You Ought to Have a Look is a feature from the Center for the Study of Science posted by Patrick J. Michaels and Paul C. (“Chip”) Knappenberger. While this section will feature all of the areas of interest that we are emphasizing, the prominence of the climate issue is driving a tremendous amount of web traffic. Here we post a few of the best in recent days, along with our color commentary.
The New York Times ran an op-ed last week extolling the virtues of a carbon tax by trying to poo-poo the idea that a tax on carbon emissions (which are produced by burning fossil fuels like coal, oil, and natural gas during the production of 80% of our nation’s energy supply) would produce a negative impact on our economy. The Times’ editors attempt to do this by running through a couple of examples where they claim the imposition of a carbon tax has produced economic benefits (or at least, was somewhat neutral).
Economist Dr. Robert Murphy takes the Times to task on this in his post “The NYT Gets It Wrong on Carbon Tax.”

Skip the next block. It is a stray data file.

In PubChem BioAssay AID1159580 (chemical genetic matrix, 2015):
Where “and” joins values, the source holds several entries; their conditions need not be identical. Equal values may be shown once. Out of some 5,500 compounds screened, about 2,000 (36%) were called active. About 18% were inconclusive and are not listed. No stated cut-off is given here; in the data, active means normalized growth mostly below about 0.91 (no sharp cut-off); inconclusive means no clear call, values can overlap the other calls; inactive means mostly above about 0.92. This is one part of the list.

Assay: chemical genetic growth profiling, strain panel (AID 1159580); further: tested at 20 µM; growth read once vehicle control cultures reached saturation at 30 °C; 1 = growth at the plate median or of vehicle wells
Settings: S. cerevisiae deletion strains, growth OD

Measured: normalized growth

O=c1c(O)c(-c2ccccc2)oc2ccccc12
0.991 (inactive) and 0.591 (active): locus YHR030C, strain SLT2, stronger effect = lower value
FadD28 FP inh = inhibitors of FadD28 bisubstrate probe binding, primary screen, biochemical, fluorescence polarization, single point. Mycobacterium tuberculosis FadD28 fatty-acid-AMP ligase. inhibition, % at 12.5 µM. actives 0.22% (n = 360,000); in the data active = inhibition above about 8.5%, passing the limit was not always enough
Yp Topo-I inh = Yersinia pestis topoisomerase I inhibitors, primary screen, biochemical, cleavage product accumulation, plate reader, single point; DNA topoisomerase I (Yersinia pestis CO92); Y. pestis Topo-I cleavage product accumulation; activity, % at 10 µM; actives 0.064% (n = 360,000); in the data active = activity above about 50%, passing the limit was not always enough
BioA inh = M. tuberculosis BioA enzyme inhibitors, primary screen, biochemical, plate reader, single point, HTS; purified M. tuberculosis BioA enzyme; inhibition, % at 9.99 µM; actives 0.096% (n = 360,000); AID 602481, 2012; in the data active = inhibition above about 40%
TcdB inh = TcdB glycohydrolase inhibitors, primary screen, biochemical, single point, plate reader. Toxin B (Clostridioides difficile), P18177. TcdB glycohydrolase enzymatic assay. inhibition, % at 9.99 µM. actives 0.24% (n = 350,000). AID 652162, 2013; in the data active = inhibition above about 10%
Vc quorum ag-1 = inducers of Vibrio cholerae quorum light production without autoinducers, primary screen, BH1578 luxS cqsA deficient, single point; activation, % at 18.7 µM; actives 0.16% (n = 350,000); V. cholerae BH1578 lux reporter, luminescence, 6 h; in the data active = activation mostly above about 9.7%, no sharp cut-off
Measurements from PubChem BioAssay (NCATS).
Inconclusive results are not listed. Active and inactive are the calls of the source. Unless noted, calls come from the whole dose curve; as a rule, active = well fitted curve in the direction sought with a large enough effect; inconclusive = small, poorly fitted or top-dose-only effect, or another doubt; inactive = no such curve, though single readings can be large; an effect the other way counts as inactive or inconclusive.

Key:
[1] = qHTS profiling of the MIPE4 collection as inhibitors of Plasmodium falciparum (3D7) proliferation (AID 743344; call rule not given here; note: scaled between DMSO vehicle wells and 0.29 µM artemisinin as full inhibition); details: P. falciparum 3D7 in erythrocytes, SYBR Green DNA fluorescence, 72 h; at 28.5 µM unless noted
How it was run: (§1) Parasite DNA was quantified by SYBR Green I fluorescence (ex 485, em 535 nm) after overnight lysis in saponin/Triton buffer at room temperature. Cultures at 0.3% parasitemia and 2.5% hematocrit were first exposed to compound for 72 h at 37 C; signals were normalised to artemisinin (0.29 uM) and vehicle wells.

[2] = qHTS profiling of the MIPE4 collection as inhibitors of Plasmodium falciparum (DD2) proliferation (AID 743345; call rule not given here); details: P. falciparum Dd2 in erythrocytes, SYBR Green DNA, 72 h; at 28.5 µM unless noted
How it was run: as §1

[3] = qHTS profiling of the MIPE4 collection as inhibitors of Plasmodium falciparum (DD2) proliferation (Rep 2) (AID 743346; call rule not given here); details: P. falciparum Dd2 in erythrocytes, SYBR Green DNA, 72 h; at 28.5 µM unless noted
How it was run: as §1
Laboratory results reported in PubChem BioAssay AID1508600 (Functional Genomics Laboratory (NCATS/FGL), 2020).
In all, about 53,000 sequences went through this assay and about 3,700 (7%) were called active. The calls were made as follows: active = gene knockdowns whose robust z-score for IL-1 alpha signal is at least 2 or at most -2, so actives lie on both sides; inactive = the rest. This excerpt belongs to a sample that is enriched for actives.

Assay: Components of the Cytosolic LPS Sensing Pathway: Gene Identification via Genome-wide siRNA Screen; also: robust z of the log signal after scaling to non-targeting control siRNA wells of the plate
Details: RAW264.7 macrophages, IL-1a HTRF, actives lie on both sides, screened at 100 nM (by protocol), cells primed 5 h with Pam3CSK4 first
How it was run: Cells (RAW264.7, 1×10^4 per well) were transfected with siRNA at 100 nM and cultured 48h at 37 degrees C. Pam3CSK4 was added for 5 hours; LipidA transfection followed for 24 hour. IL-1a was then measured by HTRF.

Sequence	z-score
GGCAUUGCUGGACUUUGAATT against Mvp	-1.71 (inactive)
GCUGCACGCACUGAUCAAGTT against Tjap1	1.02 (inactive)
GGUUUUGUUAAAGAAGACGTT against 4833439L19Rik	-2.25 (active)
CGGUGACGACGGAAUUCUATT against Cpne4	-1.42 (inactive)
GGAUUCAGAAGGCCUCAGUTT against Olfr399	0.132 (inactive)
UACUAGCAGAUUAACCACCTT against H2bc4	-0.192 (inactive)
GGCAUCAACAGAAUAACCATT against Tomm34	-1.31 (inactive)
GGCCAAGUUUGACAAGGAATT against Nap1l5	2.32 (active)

Murphy is a senior economist at the Institute for Energy Research, research assistant professor at Texas Tech, and also the lead author of our Working Paper (soon to be Cato Policy Analysis) examining the cost for a carbon tax.
In his response to the Times, Murphy points out the Times’ editors’ favorite example of a carbon tax done well—British Columbia—actually serves as a counter-example when looked at a bit more carefully. Not only did British Columbia’s economy suffer after the establishment of a carbon tax, but also, the revenue-neutrality of the BC tax is not a real-world possibility in the U.S.